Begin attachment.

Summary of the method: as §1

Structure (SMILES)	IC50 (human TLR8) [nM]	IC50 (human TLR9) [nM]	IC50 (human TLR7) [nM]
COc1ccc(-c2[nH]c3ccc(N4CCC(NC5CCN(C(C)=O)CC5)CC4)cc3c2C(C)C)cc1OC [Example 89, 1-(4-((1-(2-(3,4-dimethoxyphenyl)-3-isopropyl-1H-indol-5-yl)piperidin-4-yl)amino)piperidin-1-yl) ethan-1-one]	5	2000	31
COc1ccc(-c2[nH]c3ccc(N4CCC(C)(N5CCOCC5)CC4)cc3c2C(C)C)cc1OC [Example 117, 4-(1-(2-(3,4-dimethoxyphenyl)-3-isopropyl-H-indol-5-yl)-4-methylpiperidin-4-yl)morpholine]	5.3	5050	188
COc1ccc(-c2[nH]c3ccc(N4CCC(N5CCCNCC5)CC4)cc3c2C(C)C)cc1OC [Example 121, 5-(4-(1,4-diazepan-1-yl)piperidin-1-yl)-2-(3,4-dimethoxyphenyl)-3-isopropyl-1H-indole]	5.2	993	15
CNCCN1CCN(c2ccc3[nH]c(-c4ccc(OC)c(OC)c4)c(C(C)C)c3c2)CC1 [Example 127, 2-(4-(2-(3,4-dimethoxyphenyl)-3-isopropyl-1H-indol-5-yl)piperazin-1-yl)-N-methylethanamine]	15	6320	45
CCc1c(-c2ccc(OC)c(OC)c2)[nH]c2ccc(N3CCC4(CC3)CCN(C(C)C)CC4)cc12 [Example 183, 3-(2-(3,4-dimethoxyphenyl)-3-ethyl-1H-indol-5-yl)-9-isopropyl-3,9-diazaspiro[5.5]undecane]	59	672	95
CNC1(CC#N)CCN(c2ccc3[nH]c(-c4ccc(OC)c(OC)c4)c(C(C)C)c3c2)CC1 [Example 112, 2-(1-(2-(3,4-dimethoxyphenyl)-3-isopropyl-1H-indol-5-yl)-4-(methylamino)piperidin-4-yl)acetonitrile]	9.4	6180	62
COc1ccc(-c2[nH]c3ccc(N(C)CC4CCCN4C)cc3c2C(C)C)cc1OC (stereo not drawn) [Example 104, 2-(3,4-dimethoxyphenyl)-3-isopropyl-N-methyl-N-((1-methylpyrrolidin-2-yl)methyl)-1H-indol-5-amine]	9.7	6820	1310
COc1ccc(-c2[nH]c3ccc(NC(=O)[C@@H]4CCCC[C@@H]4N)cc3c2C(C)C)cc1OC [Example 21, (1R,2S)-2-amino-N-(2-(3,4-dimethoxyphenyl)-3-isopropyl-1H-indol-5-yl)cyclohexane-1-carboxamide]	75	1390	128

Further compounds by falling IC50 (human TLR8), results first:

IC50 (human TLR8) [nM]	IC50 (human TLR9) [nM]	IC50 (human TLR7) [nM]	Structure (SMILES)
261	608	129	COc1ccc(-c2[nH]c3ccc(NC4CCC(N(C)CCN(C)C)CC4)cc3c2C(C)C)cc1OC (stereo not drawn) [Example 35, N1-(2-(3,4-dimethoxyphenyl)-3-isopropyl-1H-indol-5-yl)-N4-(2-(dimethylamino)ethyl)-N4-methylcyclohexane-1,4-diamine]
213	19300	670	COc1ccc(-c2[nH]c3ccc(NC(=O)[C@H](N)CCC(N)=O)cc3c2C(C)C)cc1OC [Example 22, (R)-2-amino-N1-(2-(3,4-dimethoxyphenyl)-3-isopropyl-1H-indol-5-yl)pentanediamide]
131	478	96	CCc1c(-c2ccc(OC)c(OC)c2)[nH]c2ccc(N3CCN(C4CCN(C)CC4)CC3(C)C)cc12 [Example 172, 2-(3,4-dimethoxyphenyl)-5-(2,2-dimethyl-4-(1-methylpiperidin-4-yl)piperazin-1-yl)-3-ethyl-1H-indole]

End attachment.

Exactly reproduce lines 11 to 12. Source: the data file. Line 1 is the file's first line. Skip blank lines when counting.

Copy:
Further compounds by falling IC50 (human TLR8), results first:

IC50 (human TLR8) [nM]	IC50 (human TLR9) [nM]	IC50 (human TLR7) [nM]	Structure (SMILES)